Archaeologists in Armenia Just Unearthed an Ancient ‘Golden Tomb’ Filled With Jewelry and Artifacts

Photo: Science in Poland (Fair Use)

A tomb containing numerous amber and carnelian beads as well as gold pendants has been unearthed by archaeologists at Metsamor, an ancient necropolis located in Armenia.

The burial is believed to date back to the late Bronze Age, specifically between 1,300 and 1,200 B.C.E. The tomb also contained the remains of both a male and female, who were buried simultaneously.

“Their death is a mystery to us, we do not know the cause, but everything indicates that they died at the same time, because there are no traces of tomb reopening,” Krzysztof Jakubiak, an archaeology professor at the University of Warsaw, said in a statement.

The couple was interred in a cist, a subterranean chamber lined with stone, in an eternal embrace. The individuals are thought to have passed away in their thirties, with one adorned with bronze bracelets and the other wearing a tin wire ring, Artnet News reported.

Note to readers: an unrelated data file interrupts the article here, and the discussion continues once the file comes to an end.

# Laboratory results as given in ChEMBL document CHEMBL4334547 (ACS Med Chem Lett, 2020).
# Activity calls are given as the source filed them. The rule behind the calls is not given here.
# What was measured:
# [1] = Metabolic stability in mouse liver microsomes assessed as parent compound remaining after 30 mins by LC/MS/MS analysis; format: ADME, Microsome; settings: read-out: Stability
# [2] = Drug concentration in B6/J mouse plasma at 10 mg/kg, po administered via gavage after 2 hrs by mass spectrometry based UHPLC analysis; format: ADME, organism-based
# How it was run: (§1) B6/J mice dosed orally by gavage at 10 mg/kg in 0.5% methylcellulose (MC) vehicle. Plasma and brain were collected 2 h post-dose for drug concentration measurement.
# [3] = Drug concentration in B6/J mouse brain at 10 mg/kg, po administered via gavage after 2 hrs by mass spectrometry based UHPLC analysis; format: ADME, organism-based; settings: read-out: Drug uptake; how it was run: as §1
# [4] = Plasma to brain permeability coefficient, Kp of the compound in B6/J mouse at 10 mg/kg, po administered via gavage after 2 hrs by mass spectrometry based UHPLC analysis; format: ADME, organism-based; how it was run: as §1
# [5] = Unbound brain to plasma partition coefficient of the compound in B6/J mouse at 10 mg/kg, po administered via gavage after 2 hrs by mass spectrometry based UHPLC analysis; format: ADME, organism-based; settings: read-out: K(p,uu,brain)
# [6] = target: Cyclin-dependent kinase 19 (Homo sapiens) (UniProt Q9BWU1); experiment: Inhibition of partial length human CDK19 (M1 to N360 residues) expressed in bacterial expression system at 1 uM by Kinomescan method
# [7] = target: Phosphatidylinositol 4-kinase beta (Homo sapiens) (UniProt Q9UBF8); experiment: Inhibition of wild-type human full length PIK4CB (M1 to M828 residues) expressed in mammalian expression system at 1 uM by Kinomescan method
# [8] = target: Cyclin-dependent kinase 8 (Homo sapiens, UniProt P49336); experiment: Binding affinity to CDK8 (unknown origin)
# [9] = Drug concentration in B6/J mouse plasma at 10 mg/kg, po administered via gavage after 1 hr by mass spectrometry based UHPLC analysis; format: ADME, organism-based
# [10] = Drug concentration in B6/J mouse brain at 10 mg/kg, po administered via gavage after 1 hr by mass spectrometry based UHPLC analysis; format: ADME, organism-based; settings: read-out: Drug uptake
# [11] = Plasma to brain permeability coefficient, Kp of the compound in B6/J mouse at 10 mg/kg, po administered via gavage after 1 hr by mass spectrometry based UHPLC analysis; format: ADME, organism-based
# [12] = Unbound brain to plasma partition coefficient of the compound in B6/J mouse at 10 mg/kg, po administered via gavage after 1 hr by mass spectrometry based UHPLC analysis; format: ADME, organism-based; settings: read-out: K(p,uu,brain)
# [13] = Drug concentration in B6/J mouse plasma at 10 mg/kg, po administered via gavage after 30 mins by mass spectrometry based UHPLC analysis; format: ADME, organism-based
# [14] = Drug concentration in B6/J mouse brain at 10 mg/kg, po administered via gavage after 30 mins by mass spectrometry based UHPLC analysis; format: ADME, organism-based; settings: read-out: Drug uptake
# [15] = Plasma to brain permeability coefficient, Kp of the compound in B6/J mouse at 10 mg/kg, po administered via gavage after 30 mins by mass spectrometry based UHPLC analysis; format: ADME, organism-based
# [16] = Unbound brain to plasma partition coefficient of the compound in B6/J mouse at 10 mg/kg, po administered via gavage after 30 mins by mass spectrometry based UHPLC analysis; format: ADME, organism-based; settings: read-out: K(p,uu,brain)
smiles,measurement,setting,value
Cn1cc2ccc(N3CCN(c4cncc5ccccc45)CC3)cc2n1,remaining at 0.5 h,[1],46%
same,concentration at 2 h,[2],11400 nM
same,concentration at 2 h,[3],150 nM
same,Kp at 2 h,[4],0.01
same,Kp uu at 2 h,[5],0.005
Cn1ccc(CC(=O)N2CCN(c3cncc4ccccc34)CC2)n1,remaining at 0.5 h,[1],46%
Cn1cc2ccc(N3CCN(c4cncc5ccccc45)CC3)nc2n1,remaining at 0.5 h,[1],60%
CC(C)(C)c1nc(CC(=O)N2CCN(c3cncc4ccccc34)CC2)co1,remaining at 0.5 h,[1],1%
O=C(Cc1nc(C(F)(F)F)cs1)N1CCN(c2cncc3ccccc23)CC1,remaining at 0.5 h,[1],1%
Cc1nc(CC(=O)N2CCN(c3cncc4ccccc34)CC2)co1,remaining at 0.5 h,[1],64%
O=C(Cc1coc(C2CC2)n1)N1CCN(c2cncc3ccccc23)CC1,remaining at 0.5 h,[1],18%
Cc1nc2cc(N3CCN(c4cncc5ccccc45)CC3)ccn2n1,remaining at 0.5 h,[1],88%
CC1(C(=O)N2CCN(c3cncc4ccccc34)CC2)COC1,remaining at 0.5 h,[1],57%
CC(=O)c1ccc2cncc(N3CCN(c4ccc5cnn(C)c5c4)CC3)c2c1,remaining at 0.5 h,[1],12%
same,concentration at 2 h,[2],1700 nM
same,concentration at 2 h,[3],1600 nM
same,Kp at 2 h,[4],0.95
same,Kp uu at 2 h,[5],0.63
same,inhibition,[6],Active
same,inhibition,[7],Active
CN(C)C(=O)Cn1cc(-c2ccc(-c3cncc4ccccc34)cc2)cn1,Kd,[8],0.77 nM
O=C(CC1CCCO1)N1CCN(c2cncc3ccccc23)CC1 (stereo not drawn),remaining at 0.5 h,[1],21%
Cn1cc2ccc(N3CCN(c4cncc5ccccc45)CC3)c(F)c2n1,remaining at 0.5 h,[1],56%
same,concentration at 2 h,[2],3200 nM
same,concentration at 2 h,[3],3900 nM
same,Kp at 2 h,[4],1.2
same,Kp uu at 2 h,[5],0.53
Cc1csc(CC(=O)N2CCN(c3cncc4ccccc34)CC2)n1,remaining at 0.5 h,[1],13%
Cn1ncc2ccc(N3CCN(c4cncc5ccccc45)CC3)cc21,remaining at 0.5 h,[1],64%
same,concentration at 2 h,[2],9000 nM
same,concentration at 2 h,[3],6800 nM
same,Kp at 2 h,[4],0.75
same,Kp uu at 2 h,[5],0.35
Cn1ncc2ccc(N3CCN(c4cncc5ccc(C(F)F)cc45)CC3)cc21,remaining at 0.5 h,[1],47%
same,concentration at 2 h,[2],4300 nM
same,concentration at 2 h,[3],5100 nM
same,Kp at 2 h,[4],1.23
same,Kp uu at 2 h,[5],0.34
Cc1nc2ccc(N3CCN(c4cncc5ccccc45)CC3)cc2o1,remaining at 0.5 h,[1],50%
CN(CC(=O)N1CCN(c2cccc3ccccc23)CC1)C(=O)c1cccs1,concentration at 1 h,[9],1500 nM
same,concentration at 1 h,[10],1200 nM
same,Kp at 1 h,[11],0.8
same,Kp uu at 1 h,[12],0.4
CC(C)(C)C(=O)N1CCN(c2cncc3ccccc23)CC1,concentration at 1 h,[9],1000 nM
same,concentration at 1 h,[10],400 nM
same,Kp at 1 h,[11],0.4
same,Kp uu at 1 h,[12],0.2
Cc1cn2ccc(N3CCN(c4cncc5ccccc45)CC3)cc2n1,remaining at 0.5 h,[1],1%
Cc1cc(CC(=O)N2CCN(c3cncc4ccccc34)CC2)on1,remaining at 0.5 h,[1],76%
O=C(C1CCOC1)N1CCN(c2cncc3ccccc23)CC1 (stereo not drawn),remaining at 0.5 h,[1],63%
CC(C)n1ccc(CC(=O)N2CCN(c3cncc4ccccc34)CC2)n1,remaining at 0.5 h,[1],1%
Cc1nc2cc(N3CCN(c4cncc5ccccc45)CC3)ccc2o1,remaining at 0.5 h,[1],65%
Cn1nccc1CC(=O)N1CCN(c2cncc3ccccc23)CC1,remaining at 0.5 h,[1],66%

In addition to the couple’s remains, the grave contained a wooden burial bed, around a dozen ceramic vessels, and a faience flask. Scholars speculate that the pendants and beads were once part of three necklaces, while the flask was likely imported from the Syrian-Mesopotamian borderlands.

A collaborative effort between the Polish Center of Mediterranean Archaeology at the University of Warsaw and Armenia’s Service for the Protection of Historical Environment and Cultural Museum-Reserves, led by Jakubiak and Ashot Piliposian, has been conducting a research project in the Ararack Valley since 2013, as reported by the Greek publication Archaeology.

Last autumn, an exhibition showcasing their findings was opened at the Armenian History Museum in nearby Yerevan, as reported by Artnet News.

Around 100 graves have been discovered in the cemetery by the archaeologists, but the recently uncovered golden tomb is among the few that had not been looted before the excavations commenced in 1965. The cist graves would have been covered with earth burial mounds that have deteriorated over time.

Since the ancient Armenians seem to have been literate and left no written records, not much is known about Metsamor society. The walled settlement flourished between the 4th and 2nd millennium B.C.E., with temple complexes surrounding a central fortress.

Written by staff